Most people take Metro to get from somewhere to somewhere else. But what if the goal were to take it . . . everywhere? That’s the idea behind the Metro Challenge, an informal game played by a loose cluster of Washingtonians who strive, for reasons that remain fuzzy, to hit all 91 of the system’s stations in one trip.
A whole day traversing the Metro? That sounded difficult and pointless. Naturally, I decided to give it a try. First, I called up Riley Dosh, a Washington data consultant who believes she holds the record for the fastest completed challenge. The whole trip takes about eight hours, she told me, at least if you follow the route she worked out using her “math nerd” skills. Dosh also filled me in on the most crucial detail: There are publicly accessible restrooms tucked away in some stations.
Thus fortified with insider advice, I headed to the Shady Grove station—the end of the Red Line—and boarded a Glenmont-bound train. It was 7:45 am, and commuters were heading downtown. I had the unpleasant realization that if everything went according to plan, I’d still be sitting in a Metro car when some of them were traveling home.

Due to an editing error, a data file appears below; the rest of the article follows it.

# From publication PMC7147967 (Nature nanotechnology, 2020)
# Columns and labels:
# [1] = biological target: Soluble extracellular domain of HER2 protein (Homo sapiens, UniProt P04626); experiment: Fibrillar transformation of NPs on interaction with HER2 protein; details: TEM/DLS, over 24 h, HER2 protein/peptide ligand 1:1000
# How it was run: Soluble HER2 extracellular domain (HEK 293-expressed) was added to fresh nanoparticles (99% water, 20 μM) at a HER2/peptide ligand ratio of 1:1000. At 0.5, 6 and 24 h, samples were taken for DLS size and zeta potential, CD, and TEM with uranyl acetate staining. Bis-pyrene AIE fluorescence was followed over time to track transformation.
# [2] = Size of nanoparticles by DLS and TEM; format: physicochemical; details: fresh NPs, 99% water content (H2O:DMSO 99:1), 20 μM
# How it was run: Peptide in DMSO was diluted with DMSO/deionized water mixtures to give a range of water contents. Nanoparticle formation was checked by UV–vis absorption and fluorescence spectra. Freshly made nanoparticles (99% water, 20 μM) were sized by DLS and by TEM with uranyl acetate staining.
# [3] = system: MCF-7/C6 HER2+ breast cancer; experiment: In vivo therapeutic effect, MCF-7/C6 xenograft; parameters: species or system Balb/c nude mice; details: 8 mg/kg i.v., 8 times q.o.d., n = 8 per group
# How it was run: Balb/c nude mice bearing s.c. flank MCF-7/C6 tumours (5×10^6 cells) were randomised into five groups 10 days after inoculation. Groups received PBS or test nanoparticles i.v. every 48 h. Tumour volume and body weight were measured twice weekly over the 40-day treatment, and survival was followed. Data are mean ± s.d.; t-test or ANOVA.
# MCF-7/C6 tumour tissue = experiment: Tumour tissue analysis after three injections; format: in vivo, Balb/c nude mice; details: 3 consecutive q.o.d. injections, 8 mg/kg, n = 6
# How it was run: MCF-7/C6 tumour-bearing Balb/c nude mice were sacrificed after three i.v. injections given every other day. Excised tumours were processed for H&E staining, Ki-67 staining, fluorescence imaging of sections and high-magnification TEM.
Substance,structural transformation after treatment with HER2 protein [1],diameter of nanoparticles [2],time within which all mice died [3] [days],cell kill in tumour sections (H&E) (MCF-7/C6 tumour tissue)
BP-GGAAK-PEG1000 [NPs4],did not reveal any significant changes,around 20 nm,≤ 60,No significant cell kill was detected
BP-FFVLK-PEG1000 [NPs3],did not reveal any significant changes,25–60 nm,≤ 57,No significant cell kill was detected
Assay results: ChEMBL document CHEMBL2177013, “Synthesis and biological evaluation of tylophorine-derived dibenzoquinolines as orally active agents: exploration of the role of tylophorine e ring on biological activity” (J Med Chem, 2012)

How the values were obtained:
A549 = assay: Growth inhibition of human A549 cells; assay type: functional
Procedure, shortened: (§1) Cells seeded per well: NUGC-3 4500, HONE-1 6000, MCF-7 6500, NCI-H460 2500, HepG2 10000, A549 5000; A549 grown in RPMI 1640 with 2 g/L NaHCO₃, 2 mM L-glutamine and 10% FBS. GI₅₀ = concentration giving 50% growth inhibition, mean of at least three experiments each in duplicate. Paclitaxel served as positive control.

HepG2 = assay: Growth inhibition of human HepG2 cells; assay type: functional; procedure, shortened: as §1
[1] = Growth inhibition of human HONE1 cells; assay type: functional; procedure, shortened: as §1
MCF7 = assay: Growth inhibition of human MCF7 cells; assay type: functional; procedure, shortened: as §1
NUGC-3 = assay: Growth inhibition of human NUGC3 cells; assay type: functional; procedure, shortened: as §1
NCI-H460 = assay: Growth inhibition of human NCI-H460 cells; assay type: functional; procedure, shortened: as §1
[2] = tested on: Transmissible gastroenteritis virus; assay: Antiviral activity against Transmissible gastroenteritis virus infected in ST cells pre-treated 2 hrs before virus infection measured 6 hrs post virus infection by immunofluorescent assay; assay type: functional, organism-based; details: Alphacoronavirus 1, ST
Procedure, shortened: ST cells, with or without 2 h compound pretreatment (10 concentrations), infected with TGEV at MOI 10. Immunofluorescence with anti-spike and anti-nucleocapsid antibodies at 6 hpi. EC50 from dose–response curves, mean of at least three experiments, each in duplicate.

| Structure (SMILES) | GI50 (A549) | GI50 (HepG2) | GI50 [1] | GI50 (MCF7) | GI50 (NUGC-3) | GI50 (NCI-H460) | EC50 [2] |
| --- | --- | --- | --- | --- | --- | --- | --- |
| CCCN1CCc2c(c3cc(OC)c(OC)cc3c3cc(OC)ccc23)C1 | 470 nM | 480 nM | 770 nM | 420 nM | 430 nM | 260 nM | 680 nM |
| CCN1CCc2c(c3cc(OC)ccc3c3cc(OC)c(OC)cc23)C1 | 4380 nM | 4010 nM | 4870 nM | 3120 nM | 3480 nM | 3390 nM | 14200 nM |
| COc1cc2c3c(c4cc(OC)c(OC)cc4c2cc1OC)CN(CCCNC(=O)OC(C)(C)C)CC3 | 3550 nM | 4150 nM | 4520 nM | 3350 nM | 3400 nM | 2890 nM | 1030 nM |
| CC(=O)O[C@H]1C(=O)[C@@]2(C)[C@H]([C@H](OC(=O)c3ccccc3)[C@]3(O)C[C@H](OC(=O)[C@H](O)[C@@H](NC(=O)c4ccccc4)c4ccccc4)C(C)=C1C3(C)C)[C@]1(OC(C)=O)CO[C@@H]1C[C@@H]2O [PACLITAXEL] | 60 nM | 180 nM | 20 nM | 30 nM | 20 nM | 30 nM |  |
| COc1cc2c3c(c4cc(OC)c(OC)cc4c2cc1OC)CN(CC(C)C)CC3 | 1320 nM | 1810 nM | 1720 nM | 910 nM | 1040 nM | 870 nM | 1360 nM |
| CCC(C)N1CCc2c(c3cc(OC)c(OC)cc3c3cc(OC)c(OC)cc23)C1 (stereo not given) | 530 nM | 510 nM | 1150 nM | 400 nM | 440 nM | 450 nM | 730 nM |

What were the many ensuing hours like? They were, if I had to sum it up, boring. Dosh’s route was pretty much flawless, so all I had to do was make sure I didn’t space out and miss my connections to other lines.
Eventually, I started to lose track of time and space. The eerie fluorescent lighting, the hypnotically regular acceleration and deceleration, the maddening sameness of those endless announcements—it all added up to something surreal and increasingly unbearable.
Finally I arrived at the East Falls Church station, where I needed to transfer to the Silver Line and hit the final five stops. The next train was already on the platform when I arrived. I ran toward it and . . . the doors closed on my face. A string of profanities arose from a dark, primal place I didn’t know I had within me. Reader, I will admit it: I opened my Uber app.
But somehow I pushed through the pain, and eventually those glorious round lights along the track started to blink. I stepped aboard another Metro car and took my seat. Then, finally, I emerged at Wiehle–Reston East, victorious. My time: eight hours and nine minutes, just ten minutes slower than Dosh’s. The total cost? Three dollars and 85 cents.
This article appears in the February 2020 issue of Washingtonian.